The future of the Euro itself is now in question. Senior politicians in Germany are already talking about removing Greece from the Eurozone. Hans-Peter Friedrich, head of the Bavarian section of Angela Merkel’s ruling party, has said Greece should ‘seriously consider leaving the eurozone’.

A much-reduced Euro could be in the offing, with weaker economies removed from the currency. The German finance minister has recently proposed a scheme whereby this could happen.

At present, however, ruling classes across Europe are in panic mode. There is little evidence of any long-term plan.

The one point of agreement is the need to force ordinary people to pay for the bankers’ crisis. The disagreements centre only on by how much and for how long.

We must show our solidarity with the resistance against the cuts. Greek dockworkers struck on Monday against further privatisation and liberalisation. Further protests and strikes are planned this week.

The prescriptions offered by the EU and the IMF offer nothing to workers. They are written for the benefit of speculators and the major financial institutions.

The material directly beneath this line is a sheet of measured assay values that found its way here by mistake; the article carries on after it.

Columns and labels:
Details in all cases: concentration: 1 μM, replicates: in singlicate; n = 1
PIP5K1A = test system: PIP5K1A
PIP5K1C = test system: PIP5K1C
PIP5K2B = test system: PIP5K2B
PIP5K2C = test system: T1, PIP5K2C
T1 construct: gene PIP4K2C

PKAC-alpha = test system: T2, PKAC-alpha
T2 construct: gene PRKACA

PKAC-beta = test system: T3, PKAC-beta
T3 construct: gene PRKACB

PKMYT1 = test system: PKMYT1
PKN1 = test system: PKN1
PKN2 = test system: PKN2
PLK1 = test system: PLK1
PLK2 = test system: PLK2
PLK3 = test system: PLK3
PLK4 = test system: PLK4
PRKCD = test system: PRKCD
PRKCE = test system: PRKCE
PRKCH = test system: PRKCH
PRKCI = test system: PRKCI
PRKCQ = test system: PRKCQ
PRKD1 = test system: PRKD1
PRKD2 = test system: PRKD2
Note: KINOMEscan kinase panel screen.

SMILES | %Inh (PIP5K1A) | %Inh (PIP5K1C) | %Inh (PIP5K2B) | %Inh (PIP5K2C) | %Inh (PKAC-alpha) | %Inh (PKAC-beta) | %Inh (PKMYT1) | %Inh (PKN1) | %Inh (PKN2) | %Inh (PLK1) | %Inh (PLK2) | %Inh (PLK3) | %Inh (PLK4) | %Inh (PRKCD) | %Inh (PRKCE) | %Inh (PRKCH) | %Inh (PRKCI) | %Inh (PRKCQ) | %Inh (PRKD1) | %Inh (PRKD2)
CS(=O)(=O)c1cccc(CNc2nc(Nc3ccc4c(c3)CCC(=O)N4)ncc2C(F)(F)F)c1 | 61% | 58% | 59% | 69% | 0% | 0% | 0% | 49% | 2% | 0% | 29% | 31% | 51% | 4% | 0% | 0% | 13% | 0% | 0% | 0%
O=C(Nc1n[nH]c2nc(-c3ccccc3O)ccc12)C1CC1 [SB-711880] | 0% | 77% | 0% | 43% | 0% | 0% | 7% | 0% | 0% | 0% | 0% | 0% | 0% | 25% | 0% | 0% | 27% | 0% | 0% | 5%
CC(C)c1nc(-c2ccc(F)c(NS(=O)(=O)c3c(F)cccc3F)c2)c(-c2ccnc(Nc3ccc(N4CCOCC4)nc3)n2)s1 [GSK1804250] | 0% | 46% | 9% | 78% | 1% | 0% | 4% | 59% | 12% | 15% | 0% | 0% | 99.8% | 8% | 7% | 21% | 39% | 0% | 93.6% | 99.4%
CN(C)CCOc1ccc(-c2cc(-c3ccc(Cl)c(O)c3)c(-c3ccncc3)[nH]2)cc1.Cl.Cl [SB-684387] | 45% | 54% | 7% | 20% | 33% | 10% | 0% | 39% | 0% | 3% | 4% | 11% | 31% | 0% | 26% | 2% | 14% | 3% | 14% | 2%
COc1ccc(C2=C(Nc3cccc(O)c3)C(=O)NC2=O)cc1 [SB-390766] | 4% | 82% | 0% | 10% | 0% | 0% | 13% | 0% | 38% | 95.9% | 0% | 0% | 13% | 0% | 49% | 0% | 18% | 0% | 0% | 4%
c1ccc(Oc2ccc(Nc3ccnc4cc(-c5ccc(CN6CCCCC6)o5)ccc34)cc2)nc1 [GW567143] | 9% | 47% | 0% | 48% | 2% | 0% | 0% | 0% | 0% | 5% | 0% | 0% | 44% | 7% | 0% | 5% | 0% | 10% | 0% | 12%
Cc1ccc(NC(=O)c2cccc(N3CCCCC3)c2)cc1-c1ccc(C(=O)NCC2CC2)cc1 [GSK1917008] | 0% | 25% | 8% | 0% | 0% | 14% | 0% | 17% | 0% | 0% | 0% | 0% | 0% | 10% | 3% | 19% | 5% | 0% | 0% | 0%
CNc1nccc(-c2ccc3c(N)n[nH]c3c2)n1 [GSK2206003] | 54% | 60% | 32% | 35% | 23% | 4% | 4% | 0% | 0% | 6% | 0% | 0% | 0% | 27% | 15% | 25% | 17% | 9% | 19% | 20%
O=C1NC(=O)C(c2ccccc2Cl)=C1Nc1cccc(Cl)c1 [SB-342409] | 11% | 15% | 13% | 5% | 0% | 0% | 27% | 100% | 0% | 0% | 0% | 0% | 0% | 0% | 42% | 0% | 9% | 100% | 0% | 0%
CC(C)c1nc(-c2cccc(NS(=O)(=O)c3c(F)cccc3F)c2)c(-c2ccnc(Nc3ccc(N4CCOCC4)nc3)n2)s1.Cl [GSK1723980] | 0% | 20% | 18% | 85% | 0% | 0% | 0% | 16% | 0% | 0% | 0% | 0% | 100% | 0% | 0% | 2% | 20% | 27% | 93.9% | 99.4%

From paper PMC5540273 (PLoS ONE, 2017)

So at the same time as supporting the resistance, in Greece and elsewhere, we must begin to offer a credible political alternative to their proposals.

That will mean campaigning for controls on speculation. Of cancelling and restructuring the national debt. Of seriously taxing the rich to pay for public services. It will mean raising the possibility of an alternative to the chaotic rule of finance, and ultimately of capitalism itself.

Send support to the Greek workers fighting IMF cuts.

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James Meadway

James Meadway

Radical economist James Meadway has been an important critic of austerity economics and at the forefront of efforts to promulgate an alternative. James is co-author of Crisis in the Eurozone (2012) and Marx for Today (2014).